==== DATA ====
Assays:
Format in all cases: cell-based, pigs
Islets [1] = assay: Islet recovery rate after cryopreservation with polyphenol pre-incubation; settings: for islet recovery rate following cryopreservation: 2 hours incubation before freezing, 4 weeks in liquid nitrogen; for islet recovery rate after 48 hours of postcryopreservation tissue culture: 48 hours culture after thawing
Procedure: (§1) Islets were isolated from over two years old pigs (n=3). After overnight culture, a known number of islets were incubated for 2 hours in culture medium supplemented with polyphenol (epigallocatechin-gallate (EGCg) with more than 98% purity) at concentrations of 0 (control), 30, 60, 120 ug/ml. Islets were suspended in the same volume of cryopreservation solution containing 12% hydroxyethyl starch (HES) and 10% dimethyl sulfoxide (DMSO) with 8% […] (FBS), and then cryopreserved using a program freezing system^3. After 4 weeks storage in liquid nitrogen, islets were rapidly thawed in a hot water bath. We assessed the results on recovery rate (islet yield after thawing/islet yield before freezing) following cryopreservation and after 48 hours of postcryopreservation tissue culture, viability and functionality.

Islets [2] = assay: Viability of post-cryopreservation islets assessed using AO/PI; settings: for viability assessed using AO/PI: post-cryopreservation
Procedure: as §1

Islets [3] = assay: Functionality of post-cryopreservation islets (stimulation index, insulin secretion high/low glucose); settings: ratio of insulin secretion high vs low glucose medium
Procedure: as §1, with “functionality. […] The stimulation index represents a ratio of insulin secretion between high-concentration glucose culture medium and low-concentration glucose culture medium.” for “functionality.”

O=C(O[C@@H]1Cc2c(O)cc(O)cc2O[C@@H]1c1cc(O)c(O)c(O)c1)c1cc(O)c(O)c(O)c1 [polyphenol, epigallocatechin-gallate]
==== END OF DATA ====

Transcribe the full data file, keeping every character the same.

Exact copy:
Assays:
Format in all cases: cell-based, pigs
Islets [1] = assay: Islet recovery rate after cryopreservation with polyphenol pre-incubation; settings: for islet recovery rate following cryopreservation: 2 hours incubation before freezing, 4 weeks in liquid nitrogen; for islet recovery rate after 48 hours of postcryopreservation tissue culture: 48 hours culture after thawing
Procedure: (§1) Islets were isolated from over two years old pigs (n=3). After overnight culture, a known number of islets were incubated for 2 hours in culture medium supplemented with polyphenol (epigallocatechin-gallate (EGCg) with more than 98% purity) at concentrations of 0 (control), 30, 60, 120 ug/ml. Islets were suspended in the same volume of cryopreservation solution containing 12% hydroxyethyl starch (HES) and 10% dimethyl sulfoxide (DMSO) with 8% […] (FBS), and then cryopreserved using a program freezing system^3. After 4 weeks storage in liquid nitrogen, islets were rapidly thawed in a hot water bath. We assessed the results on recovery rate (islet yield after thawing/islet yield before freezing) following cryopreservation and after 48 hours of postcryopreservation tissue culture, viability and functionality.

Islets [2] = assay: Viability of post-cryopreservation islets assessed using AO/PI; settings: for viability assessed using AO/PI: post-cryopreservation
Procedure: as §1

Islets [3] = assay: Functionality of post-cryopreservation islets (stimulation index, insulin secretion high/low glucose); settings: ratio of insulin secretion high vs low glucose medium
Procedure: as §1, with “functionality. […] The stimulation index represents a ratio of insulin secretion between high-concentration glucose culture medium and low-concentration glucose culture medium.” for “functionality.”

O=C(O[C@@H]1Cc2c(O)cc(O)cc2O[C@@H]1c1cc(O)c(O)c(O)c1)c1cc(O)c(O)c(O)c1 [polyphenol, epigallocatechin-gallate]